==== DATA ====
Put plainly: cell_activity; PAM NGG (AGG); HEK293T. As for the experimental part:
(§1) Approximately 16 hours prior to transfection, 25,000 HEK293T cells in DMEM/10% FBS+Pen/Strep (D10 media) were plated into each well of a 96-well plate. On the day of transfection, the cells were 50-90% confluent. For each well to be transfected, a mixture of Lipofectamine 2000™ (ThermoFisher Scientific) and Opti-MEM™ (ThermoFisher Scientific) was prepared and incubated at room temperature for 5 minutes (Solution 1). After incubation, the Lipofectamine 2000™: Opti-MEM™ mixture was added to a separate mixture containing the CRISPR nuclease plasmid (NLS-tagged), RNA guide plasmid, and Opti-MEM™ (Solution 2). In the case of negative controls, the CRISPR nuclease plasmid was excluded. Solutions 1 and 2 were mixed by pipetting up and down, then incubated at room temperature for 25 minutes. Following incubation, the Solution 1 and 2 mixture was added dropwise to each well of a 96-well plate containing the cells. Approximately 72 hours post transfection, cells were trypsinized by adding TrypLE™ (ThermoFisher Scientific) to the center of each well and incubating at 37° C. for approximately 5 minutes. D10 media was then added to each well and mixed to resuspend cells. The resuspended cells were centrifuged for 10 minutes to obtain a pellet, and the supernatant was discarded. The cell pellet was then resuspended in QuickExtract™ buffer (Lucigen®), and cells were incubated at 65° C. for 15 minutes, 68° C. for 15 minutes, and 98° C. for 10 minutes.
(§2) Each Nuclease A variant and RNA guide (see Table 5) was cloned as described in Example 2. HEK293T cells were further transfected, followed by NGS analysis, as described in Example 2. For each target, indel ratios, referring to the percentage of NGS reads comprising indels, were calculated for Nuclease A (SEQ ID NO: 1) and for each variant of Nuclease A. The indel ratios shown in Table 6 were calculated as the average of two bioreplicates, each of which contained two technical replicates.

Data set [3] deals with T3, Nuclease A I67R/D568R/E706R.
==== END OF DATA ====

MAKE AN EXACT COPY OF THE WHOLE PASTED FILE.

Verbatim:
Put plainly: cell_activity; PAM NGG (AGG); HEK293T. As for the experimental part:
(§1) Approximately 16 hours prior to transfection, 25,000 HEK293T cells in DMEM/10% FBS+Pen/Strep (D10 media) were plated into each well of a 96-well plate. On the day of transfection, the cells were 50-90% confluent. For each well to be transfected, a mixture of Lipofectamine 2000™ (ThermoFisher Scientific) and Opti-MEM™ (ThermoFisher Scientific) was prepared and incubated at room temperature for 5 minutes (Solution 1). After incubation, the Lipofectamine 2000™: Opti-MEM™ mixture was added to a separate mixture containing the CRISPR nuclease plasmid (NLS-tagged), RNA guide plasmid, and Opti-MEM™ (Solution 2). In the case of negative controls, the CRISPR nuclease plasmid was excluded. Solutions 1 and 2 were mixed by pipetting up and down, then incubated at room temperature for 25 minutes. Following incubation, the Solution 1 and 2 mixture was added dropwise to each well of a 96-well plate containing the cells. Approximately 72 hours post transfection, cells were trypsinized by adding TrypLE™ (ThermoFisher Scientific) to the center of each well and incubating at 37° C. for approximately 5 minutes. D10 media was then added to each well and mixed to resuspend cells. The resuspended cells were centrifuged for 10 minutes to obtain a pellet, and the supernatant was discarded. The cell pellet was then resuspended in QuickExtract™ buffer (Lucigen®), and cells were incubated at 65° C. for 15 minutes, 68° C. for 15 minutes, and 98° C. for 10 minutes.
(§2) Each Nuclease A variant and RNA guide (see Table 5) was cloned as described in Example 2. HEK293T cells were further transfected, followed by NGS analysis, as described in Example 2. For each target, indel ratios, referring to the percentage of NGS reads comprising indels, were calculated for Nuclease A (SEQ ID NO: 1) and for each variant of Nuclease A. The indel ratios shown in Table 6 were calculated as the average of two bioreplicates, each of which contained two technical replicates.

Data set [3] deals with T3, Nuclease A I67R/D568R/E706R.